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The Financial Times reports on an internal Nestlé presentation conceding that "more than 60 per cent of its mainstream food and drinks products do not meet a 'recognised definition of health' and that 'some of our categories and products will never be ‘healthy’ no matter how much we renovate'."

The presentation - which was viewed by FT editors - goes on to say that "only 37 per cent of Nestlé’s food and beverages by revenues, excluding products such as pet food and specialised medical nutrition, achieve a rating above 3.5 under Australia’s health star rating system. This system scores foods out of five stars and is used in research by international groups such as the Access to Nutrition Foundation."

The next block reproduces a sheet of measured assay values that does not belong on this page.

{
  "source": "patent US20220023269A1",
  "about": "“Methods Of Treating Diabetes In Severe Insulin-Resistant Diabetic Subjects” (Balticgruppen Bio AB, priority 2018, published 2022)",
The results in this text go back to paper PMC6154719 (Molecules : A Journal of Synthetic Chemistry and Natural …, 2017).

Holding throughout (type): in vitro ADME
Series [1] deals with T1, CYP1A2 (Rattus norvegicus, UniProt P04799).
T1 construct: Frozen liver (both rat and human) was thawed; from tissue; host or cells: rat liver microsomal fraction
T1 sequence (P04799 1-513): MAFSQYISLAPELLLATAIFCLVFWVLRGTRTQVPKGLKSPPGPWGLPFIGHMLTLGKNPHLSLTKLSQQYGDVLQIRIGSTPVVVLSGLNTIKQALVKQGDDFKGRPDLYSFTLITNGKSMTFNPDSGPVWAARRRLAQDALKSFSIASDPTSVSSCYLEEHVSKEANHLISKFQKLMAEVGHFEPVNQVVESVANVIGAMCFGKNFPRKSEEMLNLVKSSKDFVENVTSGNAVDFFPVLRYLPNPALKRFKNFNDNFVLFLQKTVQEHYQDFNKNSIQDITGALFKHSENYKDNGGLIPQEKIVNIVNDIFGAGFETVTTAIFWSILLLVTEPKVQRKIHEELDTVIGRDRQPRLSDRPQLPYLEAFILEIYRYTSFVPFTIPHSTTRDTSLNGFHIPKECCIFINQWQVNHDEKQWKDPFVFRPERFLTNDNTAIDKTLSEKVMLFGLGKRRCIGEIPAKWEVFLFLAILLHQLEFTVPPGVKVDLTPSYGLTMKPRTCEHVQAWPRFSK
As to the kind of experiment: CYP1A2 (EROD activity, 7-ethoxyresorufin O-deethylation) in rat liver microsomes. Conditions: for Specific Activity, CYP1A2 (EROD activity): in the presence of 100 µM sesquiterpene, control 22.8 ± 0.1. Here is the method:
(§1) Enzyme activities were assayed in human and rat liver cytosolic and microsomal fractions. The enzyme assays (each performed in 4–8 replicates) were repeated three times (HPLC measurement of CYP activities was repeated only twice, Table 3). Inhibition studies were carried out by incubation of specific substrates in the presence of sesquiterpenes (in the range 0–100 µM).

The story goes on to say that "the findings come as food makers contend with a global push to combat obesity and promote healthier eating. Executives at Nestlé are considering what new commitments to make on nutrition and are aiming to unveil plans this year."

Responding to the FT  report about the presentation, Nestlé said: “In recent years, we have launched thousands of products for kids and families that meet external nutrition yardsticks. We have also distributed billions of micronutrient doses via our affordable and nutritious products … We believe that a healthy diet means finding a balance between wellbeing and enjoyment. This includes having some space for indulgent foods, consumed in moderation."

KC's View:

The political writer Michael Kinsley famously said that a political gaffe is when some politician actually tells the truth … and the same probably could be said for a business gaffe.  Except in this case, someone not only said the truth out loud, but apparently also put it in a power point.